By Tracy Sutton Schorn
Walking the sidewalks of Fort Worth has given Billie Waite, 72, a different view of life in her city: “You see things from a totally different perspective when you get outside of your car.”
Waite has a new appreciation for the challenges pedestrians face after participating in two AARP-sponsored “ walk audits”—community-led investigations to find out whether a neighborhood’s streets are pedestrian- and bike-friendly.
Waite, an AARP volunteer, recalled trouble spots: “Sidewalks that just ended suddenly, unprotected sidewalks too close to traffic, curb cuts that didn’t match up, traffic lights that had no walk signal, or signals that go too fast.”
For someone with a disability, a curb without a ramp could mean going out of the way to cross a street. Need extra time to cross a busy intersection? A badly timed signal could result in an accident.
“A woman in a motorized wheelchair was just hit trying to get to Target,” said Eva Bonilla, 66, an AARP organizer who led a walk audit in her Linwood neighborhood last May. Bonilla said people take risks because they don’t have better options.
For those without transportation, the Target store is the only grocery and pharmacy around. “People try to walk to it, but there are no sidewalks,” Bonilla said.
Toll on pedestrians
Like Linwood, most communities were built for easy car access, not pedestrian safety, but such design oversights can have lethal consequences. From 2003 to 2012, a total of 47,025 pedestrians were killed across the nation—16 times as many as those who died in natural disasters, according to a report from Smart Growth America.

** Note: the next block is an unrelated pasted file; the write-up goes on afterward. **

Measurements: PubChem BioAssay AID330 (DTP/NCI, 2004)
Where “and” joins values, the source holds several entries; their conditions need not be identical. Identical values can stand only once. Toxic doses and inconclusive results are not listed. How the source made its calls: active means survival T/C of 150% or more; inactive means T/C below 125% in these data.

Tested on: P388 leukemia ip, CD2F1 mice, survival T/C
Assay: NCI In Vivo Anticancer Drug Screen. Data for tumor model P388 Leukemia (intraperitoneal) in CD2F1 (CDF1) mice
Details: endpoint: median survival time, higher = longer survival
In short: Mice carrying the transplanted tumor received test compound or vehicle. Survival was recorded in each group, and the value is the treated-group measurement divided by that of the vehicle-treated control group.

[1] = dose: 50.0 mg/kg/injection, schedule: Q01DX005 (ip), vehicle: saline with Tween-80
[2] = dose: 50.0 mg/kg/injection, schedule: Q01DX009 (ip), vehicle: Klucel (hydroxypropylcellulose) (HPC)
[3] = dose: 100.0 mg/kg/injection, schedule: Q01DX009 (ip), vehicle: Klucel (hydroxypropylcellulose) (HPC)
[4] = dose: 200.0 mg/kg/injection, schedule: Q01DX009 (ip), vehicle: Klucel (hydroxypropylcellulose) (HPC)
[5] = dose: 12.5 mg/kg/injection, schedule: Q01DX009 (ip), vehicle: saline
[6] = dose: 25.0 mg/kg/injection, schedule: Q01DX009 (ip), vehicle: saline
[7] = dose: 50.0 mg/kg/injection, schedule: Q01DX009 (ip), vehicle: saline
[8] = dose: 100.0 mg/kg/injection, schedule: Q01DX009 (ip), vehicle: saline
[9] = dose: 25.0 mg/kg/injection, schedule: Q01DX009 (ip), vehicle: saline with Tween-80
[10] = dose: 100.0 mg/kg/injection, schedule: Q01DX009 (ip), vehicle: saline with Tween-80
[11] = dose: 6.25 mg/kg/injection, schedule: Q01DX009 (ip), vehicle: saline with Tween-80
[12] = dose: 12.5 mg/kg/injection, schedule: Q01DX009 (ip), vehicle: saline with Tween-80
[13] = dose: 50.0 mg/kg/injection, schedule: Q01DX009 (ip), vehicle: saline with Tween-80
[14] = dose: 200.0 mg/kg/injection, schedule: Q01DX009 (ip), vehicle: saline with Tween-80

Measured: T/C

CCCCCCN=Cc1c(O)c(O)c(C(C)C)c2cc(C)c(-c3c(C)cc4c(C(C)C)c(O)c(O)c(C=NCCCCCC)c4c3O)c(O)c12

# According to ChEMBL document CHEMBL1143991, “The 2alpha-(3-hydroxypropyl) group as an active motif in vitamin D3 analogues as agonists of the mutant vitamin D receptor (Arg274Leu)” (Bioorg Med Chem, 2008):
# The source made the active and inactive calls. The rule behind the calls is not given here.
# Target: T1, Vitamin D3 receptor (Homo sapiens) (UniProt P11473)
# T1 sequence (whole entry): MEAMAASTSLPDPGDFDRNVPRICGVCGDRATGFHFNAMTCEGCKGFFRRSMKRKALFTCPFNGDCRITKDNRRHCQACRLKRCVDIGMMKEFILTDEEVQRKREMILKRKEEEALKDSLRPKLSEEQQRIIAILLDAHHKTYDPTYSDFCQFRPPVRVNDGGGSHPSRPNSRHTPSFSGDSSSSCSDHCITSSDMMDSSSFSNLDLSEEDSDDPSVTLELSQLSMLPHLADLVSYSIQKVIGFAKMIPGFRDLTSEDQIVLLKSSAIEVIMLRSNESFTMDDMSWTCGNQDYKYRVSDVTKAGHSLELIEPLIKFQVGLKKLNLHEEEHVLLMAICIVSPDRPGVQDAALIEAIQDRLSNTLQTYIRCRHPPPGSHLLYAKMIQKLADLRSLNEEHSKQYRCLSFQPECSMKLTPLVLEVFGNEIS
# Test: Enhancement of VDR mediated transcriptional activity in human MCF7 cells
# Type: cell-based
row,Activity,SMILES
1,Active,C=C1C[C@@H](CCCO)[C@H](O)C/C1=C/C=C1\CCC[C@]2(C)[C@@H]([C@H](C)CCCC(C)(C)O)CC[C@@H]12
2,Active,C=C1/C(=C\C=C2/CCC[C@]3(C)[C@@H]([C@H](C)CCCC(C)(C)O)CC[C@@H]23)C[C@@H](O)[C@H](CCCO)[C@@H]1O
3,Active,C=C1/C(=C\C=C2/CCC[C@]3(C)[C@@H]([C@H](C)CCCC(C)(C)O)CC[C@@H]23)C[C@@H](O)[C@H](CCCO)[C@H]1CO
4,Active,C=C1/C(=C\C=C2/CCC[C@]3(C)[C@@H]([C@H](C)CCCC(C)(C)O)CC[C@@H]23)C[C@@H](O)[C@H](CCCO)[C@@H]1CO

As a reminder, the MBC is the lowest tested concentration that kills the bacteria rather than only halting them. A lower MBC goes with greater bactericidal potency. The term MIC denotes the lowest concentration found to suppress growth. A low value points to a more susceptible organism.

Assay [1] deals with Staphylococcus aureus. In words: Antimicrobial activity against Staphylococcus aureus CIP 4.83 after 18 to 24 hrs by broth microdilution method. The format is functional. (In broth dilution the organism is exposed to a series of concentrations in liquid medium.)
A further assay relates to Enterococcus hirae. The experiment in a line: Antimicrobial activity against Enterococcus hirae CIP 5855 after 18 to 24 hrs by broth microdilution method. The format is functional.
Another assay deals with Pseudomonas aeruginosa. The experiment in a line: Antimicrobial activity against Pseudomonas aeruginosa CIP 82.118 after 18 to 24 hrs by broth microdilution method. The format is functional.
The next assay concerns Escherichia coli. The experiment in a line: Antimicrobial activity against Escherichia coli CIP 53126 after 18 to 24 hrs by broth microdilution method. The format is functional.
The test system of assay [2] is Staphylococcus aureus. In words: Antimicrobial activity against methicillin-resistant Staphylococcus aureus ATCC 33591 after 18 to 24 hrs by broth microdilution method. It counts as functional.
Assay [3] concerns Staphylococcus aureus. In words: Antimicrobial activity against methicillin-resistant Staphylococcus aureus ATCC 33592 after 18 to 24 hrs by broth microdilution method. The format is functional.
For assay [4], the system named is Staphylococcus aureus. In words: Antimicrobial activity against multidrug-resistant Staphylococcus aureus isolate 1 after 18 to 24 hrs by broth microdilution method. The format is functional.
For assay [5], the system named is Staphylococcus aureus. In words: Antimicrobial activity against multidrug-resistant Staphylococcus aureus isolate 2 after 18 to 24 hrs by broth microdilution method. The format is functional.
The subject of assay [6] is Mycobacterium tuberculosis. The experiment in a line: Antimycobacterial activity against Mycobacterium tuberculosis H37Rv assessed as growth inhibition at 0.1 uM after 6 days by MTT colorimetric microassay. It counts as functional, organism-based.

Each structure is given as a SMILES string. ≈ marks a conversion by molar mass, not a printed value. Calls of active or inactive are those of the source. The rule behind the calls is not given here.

During that period, 4,192 pedestrians were killed in Texas. Overall, a disproportionate number of fatalities were people 65 and older, and older adults sustain more severe injuries in nonfatal accidents.
AARP is helping many communities in Texas adopt Complete Streets, which are policies backed by urban planners to ensure safe street access for all users, not just vehicles. Other features of livable, age-friendly communities include better housing and transportation options, and access to key services and community activities
Austin, Houston, Fort Worth, Dallas, San Antonio and Brownsville have joined the AARP Network of Age-Friendly Communities.
The walk audits are one way in which AARP, working with city planners, community organizations and businesses, gathers information about how to improve city streets.
“We want everyone to have a voice. AARP can provide the data,” said Jessica Lemann, associate state director of outreach and advocacy at AARP Texas.
With the help of member surveys, AARP is rating communities on issues such as walkability, housing and public transportation.
In June, Fort Worth allocated $2.5 million to improve streets, sidewalks and lighting in Six Points Urban Village.
“We couldn’t do this without the commitment from city leaders and elected officials. It’s so important to have that commitment and open-mindedness,” said Carmel Perez Snyder, an associate state director for AARP Texas.
Bonilla takes pride in the results of her walk audit. As part of a state grant to Fort Worth, the Linwood neighborhood received funds for more ramps and sidewalks, and a new subdivision will require sidewalks. Fort Worth will conduct a traffic study after a walk audit showed drivers were using Linwood as a shortcut.
“All those cars are intimidating. I want my neighborhood to be age-friendly. That’s why I got involved,” Bonilla said.
AARP Texas will be conducting more walk audits later this fall. To volunteer for an audit in Fort Worth, email Snyder at firstname.lastname@example.org. For more about livable communities, go to aarp.org/livable.
Tracy Sutton Schorn is a writer living in Lockhart, TX.